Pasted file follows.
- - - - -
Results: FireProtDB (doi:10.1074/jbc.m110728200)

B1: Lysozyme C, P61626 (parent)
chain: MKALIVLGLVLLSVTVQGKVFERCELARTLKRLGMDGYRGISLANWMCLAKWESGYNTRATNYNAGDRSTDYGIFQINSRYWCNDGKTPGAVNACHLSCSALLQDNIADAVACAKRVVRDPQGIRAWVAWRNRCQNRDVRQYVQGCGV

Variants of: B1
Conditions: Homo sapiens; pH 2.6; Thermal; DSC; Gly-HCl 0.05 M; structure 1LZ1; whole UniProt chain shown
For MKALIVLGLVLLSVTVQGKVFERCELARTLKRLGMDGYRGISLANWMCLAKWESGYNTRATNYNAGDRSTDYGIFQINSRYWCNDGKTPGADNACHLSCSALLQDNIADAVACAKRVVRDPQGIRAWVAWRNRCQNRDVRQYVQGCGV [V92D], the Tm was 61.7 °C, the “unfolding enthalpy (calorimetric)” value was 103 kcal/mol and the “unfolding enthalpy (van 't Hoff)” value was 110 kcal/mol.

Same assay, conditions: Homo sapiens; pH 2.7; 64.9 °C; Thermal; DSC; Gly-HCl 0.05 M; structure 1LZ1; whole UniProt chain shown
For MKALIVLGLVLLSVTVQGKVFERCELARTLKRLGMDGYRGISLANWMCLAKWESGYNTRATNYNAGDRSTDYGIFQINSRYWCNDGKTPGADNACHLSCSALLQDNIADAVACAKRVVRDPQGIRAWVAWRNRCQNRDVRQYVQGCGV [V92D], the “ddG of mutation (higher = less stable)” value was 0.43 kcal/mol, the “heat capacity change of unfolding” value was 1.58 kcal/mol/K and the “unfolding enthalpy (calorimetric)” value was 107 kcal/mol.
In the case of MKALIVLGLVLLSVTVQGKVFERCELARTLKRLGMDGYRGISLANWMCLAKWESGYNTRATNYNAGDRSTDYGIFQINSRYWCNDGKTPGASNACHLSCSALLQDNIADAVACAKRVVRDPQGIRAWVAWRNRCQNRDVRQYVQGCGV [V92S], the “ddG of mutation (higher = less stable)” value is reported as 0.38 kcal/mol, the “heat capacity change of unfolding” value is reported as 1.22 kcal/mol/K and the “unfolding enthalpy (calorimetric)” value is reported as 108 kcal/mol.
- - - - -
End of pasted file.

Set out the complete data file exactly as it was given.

Results: FireProtDB (doi:10.1074/jbc.m110728200)

B1: Lysozyme C, P61626 (parent)
chain: MKALIVLGLVLLSVTVQGKVFERCELARTLKRLGMDGYRGISLANWMCLAKWESGYNTRATNYNAGDRSTDYGIFQINSRYWCNDGKTPGAVNACHLSCSALLQDNIADAVACAKRVVRDPQGIRAWVAWRNRCQNRDVRQYVQGCGV

Variants of: B1
Conditions: Homo sapiens; pH 2.6; Thermal; DSC; Gly-HCl 0.05 M; structure 1LZ1; whole UniProt chain shown
For MKALIVLGLVLLSVTVQGKVFERCELARTLKRLGMDGYRGISLANWMCLAKWESGYNTRATNYNAGDRSTDYGIFQINSRYWCNDGKTPGADNACHLSCSALLQDNIADAVACAKRVVRDPQGIRAWVAWRNRCQNRDVRQYVQGCGV [V92D], the Tm was 61.7 °C, the “unfolding enthalpy (calorimetric)” value was 103 kcal/mol and the “unfolding enthalpy (van 't Hoff)” value was 110 kcal/mol.

Same assay, conditions: Homo sapiens; pH 2.7; 64.9 °C; Thermal; DSC; Gly-HCl 0.05 M; structure 1LZ1; whole UniProt chain shown
For MKALIVLGLVLLSVTVQGKVFERCELARTLKRLGMDGYRGISLANWMCLAKWESGYNTRATNYNAGDRSTDYGIFQINSRYWCNDGKTPGADNACHLSCSALLQDNIADAVACAKRVVRDPQGIRAWVAWRNRCQNRDVRQYVQGCGV [V92D], the “ddG of mutation (higher = less stable)” value was 0.43 kcal/mol, the “heat capacity change of unfolding” value was 1.58 kcal/mol/K and the “unfolding enthalpy (calorimetric)” value was 107 kcal/mol.
In the case of MKALIVLGLVLLSVTVQGKVFERCELARTLKRLGMDGYRGISLANWMCLAKWESGYNTRATNYNAGDRSTDYGIFQINSRYWCNDGKTPGASNACHLSCSALLQDNIADAVACAKRVVRDPQGIRAWVAWRNRCQNRDVRQYVQGCGV [V92S], the “ddG of mutation (higher = less stable)” value is reported as 0.38 kcal/mol, the “heat capacity change of unfolding” value is reported as 1.22 kcal/mol/K and the “unfolding enthalpy (calorimetric)” value is reported as 108 kcal/mol.